The Founder: A burger, fries and a little persistence



If Trump’s monumental rise to power has taught us anything, it’s that salespeople have the potential to make it big. Ray Kroc made history in 1961 when he became the successful owner of McDonald’s: fast food restaurant chain we all know and recognise. Starting out with just a simple franchise idea for a small-town burger joint, he applied cunning and ruthlessness to transform it into a billion dollar empire.

In his latest film, The Founder, director John Lee Hancock does an impressive job of depicting one of america’s most successful businessmen. Ray Kroc, played by the ever brilliant Michael Keaton, is a dejected milkshake salesman whose luck seems to be running out. He chatty and slick talking, but just can’t seem to get the break he’s looking for. One day, out of the blue, he receives a call from a  guy at a San Bernardino drive-in requesting six milkshake makers. Intrigued, Ray questions why they need so many, at which point the order leaps up to eight.

Smelling an opportunity, he hits the road. What he finds is a humble burger establishment called McDonald’s. Ray seems utterly bewildered by the concept of fast food: eating out of paper on a park bench proves something of a new experience, but he goes along with it anyway. Enter brothers Mac (Nick Offerman) and Dick McDonald (John Carroll Lynch), the restaurant’s co-founders, who greet Ray and invite him in for a peek at where the magic happens. The Speedee style kitchen laid out before him runs like clockwork. One team flips burgers, while another puts an even number of gherkins in each bun. Even the ketchup and mustard are squirted with precision.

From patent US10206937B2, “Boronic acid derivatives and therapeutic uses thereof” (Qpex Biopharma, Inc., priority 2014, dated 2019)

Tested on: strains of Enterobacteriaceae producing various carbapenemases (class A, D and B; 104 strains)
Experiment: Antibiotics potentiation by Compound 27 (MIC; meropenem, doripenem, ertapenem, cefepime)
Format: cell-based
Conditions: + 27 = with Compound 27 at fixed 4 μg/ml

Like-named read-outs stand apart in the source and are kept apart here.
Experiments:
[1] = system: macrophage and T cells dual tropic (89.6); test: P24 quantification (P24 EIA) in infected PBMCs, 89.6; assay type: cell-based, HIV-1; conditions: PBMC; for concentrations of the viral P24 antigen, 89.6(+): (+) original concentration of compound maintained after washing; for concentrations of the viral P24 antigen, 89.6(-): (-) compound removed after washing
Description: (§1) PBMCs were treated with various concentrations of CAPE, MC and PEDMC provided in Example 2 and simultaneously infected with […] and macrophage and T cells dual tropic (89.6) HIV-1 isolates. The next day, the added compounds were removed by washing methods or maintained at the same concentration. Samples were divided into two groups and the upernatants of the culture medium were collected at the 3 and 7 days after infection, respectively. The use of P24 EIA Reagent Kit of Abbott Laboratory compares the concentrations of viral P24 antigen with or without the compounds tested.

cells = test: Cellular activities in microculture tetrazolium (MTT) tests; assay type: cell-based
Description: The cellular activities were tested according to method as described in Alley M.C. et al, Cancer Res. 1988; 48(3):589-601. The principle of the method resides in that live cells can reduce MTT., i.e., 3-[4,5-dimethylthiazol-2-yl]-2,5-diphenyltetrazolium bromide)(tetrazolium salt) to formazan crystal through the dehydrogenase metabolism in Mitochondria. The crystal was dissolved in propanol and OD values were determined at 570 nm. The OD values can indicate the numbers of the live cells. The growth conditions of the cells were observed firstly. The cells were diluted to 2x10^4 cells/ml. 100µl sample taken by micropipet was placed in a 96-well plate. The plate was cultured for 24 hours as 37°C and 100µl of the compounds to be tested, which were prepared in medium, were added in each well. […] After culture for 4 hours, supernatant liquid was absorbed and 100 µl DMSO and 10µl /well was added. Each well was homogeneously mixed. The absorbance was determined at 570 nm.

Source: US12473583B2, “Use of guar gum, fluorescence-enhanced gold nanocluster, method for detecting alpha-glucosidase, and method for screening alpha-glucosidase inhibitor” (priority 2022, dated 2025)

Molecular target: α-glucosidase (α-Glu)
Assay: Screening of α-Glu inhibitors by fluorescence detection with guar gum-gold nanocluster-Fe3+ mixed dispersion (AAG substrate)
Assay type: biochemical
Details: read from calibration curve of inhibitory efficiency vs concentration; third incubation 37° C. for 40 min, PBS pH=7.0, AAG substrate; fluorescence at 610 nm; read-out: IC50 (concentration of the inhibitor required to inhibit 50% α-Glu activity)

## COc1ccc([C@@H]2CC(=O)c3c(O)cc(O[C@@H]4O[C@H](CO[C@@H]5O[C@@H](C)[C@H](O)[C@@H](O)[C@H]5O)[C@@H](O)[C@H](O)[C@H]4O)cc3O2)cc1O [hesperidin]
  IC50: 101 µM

For Ray, it’s love at first sight. What he can’t get his head around is why the brothers haven’t gone big with it. Predictably, he makes them offer. Let me franchise the business, he pleads. Dick and Mac are initially reluctant. Rolling out the business, they explain, will make it difficult to keep standards high. However, after further persuasion, they agree to go along. With a contract drawn up and signed, Ray is ready to get started as the Franchise Manager. First stop, Illinois. Predictably, his debut store runs into problems. Rubbish collects in the entranceway, and, worst still, fried chicken pops up on the menu.

Ploughing on, with the help of a bank loan, he opens more stores. Each passing day brings a new franchiser, and, before long, Ray is ready to branch out to other states. One of those is Minnesota, where he meets keen investor, Rollie Smith (Patrick Wilson). As taken in by Rollie as Ray is, he’s more distracted by the restaurant owner’s wife, whom he can’t keep his eyes off of. Joan Smith, played by the beautiful Linda Cardellini, is a goddess of a woman: blonde, sexy, and with an incredible singing voice. Sliding alongside her on the piano as she plays, Pennies From Heaven, Ray joins in, lecherously. The choice of song is a clever one, as all roads seem to point to it “raining money” in his favour. However, getting there will take some work.